To spend time in nature is to begin to see one's surroundings as the sum of its parts. Plants, animals and elements all come together seemlessly to become one experience.
A flock of partially gold plated wood and bone bird sconces combine branches with different humanely collected bird skulls from around the world blurring the lines between tree and inhabitant.
Available at Coup D'Etat in San Francisco, CA.
Mother, May I?
In nature, shapes and patterns reoccur in various life forms. For exampe, a flower blossom may resemble the engineering of a bird's wing or a fragment of bone may be similar to the texture of a piece of coral. Symmetry plays a role of paramount importance in nature, the smilarities between organisms illustrating the beauty and underlying structure of evolution in the greater cosmos. Creatures disguise themselves as plants and vice versa as a matter of protection, to attract mates, and to adapt to their surroundings. It is this diversity and similarity in nature that has inspired me to believe in the unbelievable and create a mythology filled with fantastical creatures.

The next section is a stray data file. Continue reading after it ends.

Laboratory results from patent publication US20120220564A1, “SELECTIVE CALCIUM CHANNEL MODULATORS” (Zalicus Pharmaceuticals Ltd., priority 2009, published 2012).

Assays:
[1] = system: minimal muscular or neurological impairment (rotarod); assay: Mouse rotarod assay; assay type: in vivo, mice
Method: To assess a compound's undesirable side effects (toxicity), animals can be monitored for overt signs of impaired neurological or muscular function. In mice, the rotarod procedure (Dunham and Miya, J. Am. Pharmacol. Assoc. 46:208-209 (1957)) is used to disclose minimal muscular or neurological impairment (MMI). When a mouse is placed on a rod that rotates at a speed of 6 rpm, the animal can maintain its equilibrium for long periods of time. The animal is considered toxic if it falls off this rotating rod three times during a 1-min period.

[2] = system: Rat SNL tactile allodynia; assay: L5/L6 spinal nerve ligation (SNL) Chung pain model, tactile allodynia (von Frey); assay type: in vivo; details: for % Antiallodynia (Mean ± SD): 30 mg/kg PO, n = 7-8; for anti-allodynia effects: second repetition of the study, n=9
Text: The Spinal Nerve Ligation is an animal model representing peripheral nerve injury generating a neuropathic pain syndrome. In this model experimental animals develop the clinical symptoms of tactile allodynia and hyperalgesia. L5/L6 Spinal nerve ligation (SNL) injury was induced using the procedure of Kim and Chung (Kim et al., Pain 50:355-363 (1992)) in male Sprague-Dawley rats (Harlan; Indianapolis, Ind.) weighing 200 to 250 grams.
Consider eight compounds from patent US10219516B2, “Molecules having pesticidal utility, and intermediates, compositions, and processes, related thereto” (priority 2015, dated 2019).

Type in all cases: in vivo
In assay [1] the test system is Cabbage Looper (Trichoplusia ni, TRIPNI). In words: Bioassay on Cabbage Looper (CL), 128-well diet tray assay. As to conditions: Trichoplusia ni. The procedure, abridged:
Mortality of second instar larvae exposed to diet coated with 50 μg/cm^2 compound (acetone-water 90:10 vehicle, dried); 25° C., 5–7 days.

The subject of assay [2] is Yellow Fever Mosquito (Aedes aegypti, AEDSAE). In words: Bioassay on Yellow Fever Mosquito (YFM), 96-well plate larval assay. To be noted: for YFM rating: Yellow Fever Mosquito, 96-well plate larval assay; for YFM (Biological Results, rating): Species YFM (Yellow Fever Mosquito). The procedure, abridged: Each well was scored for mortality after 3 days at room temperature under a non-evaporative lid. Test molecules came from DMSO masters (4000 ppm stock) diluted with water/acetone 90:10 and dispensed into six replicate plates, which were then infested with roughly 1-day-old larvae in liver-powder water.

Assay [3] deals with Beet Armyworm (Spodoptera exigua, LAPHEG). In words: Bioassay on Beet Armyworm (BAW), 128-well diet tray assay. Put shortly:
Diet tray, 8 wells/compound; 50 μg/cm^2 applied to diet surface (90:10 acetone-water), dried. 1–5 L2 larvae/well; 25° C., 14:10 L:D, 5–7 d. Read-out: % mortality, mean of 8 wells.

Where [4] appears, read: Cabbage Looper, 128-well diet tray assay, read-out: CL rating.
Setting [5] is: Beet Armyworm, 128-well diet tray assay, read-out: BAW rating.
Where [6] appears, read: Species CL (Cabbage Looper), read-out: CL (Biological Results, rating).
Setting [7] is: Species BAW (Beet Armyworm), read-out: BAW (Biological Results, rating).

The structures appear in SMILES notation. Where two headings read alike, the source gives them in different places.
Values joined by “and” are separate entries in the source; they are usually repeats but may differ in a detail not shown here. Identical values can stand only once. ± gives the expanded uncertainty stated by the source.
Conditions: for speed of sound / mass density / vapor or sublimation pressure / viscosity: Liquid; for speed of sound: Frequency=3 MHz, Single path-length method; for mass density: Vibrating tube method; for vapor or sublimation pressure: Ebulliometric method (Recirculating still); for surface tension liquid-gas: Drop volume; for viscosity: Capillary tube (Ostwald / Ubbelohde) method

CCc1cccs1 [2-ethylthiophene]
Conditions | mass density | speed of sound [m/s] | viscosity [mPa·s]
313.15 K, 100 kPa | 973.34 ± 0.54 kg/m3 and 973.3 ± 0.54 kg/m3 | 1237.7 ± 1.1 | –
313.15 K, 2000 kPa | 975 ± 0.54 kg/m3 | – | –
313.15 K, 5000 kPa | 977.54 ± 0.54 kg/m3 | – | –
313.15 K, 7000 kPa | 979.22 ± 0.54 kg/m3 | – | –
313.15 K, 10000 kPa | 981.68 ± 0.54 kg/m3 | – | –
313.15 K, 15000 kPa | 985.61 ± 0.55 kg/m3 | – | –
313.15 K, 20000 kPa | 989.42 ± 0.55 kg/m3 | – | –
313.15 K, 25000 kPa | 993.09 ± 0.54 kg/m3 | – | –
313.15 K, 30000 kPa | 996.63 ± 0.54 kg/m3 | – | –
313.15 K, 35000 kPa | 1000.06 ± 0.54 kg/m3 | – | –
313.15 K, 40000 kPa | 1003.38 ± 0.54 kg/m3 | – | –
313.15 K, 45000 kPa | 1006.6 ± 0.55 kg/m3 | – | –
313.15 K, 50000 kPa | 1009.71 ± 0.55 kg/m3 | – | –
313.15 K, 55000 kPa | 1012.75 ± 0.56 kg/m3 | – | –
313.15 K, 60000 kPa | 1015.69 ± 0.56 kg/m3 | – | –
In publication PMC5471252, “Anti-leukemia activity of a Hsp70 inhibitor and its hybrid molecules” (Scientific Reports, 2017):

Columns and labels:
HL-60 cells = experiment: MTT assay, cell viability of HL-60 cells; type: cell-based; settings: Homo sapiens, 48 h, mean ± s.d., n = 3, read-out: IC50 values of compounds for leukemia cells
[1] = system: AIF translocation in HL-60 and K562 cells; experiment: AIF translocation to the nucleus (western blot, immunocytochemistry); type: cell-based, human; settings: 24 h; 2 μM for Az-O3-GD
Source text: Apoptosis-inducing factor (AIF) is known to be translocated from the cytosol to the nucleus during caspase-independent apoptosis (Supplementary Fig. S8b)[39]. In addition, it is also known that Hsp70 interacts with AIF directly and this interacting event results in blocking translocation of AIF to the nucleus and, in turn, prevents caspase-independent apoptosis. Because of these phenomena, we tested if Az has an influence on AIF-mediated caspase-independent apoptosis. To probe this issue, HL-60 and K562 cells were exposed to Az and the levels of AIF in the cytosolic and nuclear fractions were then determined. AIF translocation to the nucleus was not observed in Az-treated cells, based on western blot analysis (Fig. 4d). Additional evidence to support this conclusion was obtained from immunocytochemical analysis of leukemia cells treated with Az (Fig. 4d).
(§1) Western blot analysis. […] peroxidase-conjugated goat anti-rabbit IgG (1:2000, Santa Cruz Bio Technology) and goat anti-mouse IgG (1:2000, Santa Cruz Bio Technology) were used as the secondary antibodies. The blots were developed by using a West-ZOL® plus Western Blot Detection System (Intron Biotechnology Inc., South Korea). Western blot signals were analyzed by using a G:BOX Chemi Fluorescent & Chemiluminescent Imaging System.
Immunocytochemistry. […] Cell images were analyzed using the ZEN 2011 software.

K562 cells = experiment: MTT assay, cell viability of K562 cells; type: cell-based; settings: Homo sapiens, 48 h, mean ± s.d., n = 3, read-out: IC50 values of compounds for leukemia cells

Focal to this work is the function of myth in our society past and present. In folklore, the forest is seen as a place to challenge one's own spirit while evoking a sense of beauty, mystery, and sometimes danger. As one moves carefully through the woods, creatures and hidden treasures reveal themselves to those lucky enough to feel their beckoning. In many fables of our existence, animals represent different facets of the human psyche that illustrate our journey through the forest of life. It is these beings that I explore and celebrate in this work.
"Mother, May I?" reflects the archetype of mother, watching over all of life from birth to maturity, maturity to death. She holds the cycle of life unapologetically with grace and fluidity. As the swan is poised elegantly above water while she toils beneath the surface, so it is with life. Constantly celebrating, suffering, rejoicing, fighting, loving and dying, we are under the wing of life and of life simultaneously. "Mother, May I?" says yes to all of this as she delicately nestles her young and then lets them go, again and again.